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Love your children, just not your life after having them? That's not 'motherhood regret'.

Motherhood regret. It’s a feeling that many women experience but often keep to themselves – until someone else talks about it openly.

Motherhood regret has been a hot topic following an article in Fairfax Media over the weekend, where three mums spoke out honestly about their feelings. Gretel Killeen added to the debate on The Project on Monday night by urging children not to think they weren’t loved by their parents.

Maternal coach Dr Joan Garvan has been following the topic of motherhood regret since the 1990s. She did her PhD on it, and says international research on the subject “just keeps coming”.

“There’s a lot of unhappiness with the way things are,” she tells Mamamia. “That’s why it keeps coming up all the time.”

Dr Garvan refers to it differently: “motherhood ambivalence”. Because in almost all cases, women love their children, just not their lives after having them. For her PhD, she did extensive interviews with women, and found that even those who always wanted to have kids often struggle with motherhood.

“It’s just the reality of what life is like afterwards,” she explains.

A lot of women are in relationships where they think they have gender equality. But after the baby comes along, things change.

“There’s an easy falling back by partners: ‘Well, you’re at home, you look after the kids, so you do the housework.’ That’s through the weekend, too. The easy falling back onto that is distressing for some of them. They didn’t think it was going to be like that.”

When it comes to their jobs, women often find that they take second priority to their children, even if they had good careers.

“Often in Australia, a lot of women work part-time for a long time. They lose the connection with the workforce. It’s hard to get back in. It becomes like a one-and-a-half-career household.”

Dr Garvan believes there’s not enough social support for new mothers, and this can contribute to post-natal depression. She says post-natal depression is reported to affect 15 per cent of women, “and a lot of women don’t even tell their doctor, so it’s much higher than that”.

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“There’s a trend towards sending women home within one or two days of having the baby, then there’s very little support,” she explains. “The response to depression is highly medicalised. It’s easier to send the woman to the doctor, and the doctor gives medication, or they send them to a psychologist. I’m sure it helps, but right across the research into depression, it’s like a throwaway line at the end: ‘Oh yeah, we know there’s a need for social support.’ But they don’t do it because it’s too hard.”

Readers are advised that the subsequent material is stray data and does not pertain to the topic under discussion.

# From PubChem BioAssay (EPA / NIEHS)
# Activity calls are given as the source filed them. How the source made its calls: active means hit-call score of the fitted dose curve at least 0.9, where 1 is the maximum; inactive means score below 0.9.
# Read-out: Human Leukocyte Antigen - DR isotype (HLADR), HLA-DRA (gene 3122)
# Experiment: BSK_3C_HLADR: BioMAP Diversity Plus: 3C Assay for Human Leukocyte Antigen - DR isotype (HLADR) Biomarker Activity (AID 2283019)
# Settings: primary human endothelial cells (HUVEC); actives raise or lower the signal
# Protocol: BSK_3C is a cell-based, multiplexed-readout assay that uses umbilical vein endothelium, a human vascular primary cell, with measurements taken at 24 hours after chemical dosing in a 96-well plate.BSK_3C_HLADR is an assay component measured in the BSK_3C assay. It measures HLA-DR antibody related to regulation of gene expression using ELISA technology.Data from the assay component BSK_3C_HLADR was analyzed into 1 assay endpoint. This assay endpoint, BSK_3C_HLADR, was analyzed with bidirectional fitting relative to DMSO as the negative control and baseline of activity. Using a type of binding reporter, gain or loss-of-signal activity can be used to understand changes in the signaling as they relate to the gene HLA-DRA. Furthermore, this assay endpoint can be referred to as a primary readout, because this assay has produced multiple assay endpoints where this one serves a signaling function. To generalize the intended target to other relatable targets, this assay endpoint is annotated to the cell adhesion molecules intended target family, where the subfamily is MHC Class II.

There are things that can make the experience of motherhood easier for women, but they’re not available to everyone.

“Having enough money to pay for a nanny and a house-cleaner, or having family support – those things can make it more workable.”

Dr Garvan said when she had her first baby, it was a shock for her.

“I didn’t know how strong the connection would be with the child,” she remembers. “Looking after their interests – there is a lot of guilt. They’re so vulnerable, so obviously you want the best for them, and you’re trying to fill all those gaps.”

She says that even though her partner was supportive, they went through difficult times. Seeing a counsellor helped.

“I don’t think men really get what it’s like for women. It’s just such a different experience for them.

“We ended up having to go to a counsellor. We went separately. I just talked for an hour, I said everything I wanted to say, and then he went after me. Somehow or other, the counsellor said something that made a difference and made it okay.”

The Mamamia Outloud team discuss the idea that some women weren't born to be mothers.

Dr Garvan thinks the way to stop so many women feeling motherhood regret is to completely change track. She thinks one of the problems lies in how we see motherhood, compared with the way we see fatherhood.

“It’s much easier for men to have children and not make that the centre of their life,” she says. “Motherhood is so deeply embedded in our social system and our cultural practices. I think we need to stand back from that and take the pressure off women. All right, yeah, they have children, like men have children too. Maybe they don’t want to make them the centre of their life. But that can be okay. That can work, as long as the child is adequately cared for.”

She believes there’s too much pressure on women when it comes to things like breastfeeding.

“I know there are a lot of women who feel pressured along those lines. People need to be able to make their own choices on those things.

“There’s so much intense focus and judgement on whether women are doing it the right way. I think that is another contributing factor to the anxiety and regret.”

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